Seattle was rebuilt rapidly after the fire. The years from 1889 to 1893 represented a period of prosperity. The commercial core and civic building were rebuilt in brick and stone, often in the popular Romanesque Revival style. Architects traveled from across the country to take advantage of this boom. While Seattle was as negatively affected by the Panic of 1893 as the rest of the country, the discovery of gold in the Yukon in the 1897 brought a population explosion. From 1900 to1910 Seattle grew from 80,000 inhabitants to 237,000.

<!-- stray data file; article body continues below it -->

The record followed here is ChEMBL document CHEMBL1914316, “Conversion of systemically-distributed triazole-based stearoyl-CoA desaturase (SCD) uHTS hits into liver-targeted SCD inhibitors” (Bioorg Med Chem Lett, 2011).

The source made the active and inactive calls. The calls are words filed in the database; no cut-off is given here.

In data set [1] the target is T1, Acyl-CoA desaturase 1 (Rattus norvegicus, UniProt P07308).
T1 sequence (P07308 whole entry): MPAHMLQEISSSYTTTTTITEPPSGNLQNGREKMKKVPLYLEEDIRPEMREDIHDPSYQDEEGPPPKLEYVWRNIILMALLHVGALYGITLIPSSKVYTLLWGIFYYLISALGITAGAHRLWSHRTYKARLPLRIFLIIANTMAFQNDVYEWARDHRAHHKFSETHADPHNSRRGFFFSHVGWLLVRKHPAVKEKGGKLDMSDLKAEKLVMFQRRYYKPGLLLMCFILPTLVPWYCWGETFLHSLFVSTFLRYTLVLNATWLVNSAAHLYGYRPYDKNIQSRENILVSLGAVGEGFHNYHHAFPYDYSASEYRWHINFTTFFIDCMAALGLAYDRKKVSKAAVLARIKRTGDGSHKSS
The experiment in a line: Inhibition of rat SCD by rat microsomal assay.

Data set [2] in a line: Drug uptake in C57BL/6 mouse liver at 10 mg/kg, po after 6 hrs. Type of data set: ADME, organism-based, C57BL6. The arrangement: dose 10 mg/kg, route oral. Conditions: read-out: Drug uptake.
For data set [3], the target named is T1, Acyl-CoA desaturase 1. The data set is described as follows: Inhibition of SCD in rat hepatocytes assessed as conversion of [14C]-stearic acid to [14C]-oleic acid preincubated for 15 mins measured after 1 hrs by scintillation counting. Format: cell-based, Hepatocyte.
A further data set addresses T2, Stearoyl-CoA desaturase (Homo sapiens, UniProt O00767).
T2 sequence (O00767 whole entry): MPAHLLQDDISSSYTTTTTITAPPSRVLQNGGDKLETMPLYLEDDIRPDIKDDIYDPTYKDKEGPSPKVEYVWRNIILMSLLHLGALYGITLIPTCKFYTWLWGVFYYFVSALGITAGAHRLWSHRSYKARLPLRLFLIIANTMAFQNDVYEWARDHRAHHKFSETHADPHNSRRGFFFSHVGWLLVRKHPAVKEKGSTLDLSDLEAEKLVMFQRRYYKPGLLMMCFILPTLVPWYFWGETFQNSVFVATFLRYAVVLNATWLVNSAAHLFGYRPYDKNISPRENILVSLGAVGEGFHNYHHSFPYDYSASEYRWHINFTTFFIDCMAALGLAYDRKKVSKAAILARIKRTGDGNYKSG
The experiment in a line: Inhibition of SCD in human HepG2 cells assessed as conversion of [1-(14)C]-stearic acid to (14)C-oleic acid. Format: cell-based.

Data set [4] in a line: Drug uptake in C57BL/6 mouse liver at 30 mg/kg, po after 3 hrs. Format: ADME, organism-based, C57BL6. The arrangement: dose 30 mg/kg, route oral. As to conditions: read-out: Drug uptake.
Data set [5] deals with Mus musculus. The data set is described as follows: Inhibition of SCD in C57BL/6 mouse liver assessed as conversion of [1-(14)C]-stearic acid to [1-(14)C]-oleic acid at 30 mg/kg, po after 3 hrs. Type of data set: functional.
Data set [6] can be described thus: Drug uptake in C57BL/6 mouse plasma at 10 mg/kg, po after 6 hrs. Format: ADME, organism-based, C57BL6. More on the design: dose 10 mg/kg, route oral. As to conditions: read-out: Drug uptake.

The twentieth century brought unprecedented growth and a striving for middle class respectability to Seattle, in contrast to its earlier rough-and-tumble character. Although Seattle was a frontier town, these trends were seen throughout the country as cities responded to rapid growth from industrialization and immigration. Seattle's response during this first decade was to establish the same cultural institutions that many knew from their home towns. The number of churches, charitable institutions, and social and business clubs that developed in this decade was dramatic. Twenty churches were built in 1907 alone, making this a "memorable period of moral, social and religious advancement," as noted one civic leader at the time.